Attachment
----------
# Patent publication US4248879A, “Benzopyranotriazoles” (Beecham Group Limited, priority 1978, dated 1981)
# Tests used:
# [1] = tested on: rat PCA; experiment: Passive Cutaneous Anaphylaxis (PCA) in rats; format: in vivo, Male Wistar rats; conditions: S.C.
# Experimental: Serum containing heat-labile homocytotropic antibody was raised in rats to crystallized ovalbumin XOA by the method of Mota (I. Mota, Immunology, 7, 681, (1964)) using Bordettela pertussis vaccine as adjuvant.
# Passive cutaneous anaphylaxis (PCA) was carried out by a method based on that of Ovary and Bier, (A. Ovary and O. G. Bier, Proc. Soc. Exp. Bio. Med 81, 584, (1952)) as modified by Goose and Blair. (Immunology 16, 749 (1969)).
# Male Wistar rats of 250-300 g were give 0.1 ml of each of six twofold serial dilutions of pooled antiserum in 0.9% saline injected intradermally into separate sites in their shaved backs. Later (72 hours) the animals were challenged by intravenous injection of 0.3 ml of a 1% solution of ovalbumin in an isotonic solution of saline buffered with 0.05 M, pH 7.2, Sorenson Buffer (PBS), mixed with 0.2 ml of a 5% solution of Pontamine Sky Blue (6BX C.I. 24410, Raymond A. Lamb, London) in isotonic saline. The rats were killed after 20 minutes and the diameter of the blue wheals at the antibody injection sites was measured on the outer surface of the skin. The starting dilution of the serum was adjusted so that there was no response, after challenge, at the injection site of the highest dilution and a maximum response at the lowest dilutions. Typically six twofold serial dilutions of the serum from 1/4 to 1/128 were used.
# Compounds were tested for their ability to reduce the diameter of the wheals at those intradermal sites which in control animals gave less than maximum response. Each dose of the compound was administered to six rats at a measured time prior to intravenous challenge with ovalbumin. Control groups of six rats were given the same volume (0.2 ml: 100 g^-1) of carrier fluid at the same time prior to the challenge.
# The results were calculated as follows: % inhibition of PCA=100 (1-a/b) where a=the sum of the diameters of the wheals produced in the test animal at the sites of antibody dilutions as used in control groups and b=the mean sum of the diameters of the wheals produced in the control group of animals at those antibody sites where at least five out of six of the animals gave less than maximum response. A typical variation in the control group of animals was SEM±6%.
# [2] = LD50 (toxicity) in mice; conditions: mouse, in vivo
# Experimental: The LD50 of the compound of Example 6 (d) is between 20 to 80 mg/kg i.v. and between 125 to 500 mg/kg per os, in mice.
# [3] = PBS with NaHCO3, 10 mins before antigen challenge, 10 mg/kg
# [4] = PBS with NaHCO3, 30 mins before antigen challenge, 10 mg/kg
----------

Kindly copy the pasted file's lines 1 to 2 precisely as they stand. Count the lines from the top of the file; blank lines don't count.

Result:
# Patent publication US4248879A, “Benzopyranotriazoles” (Beecham Group Limited, priority 1978, dated 1981)
# Tests used: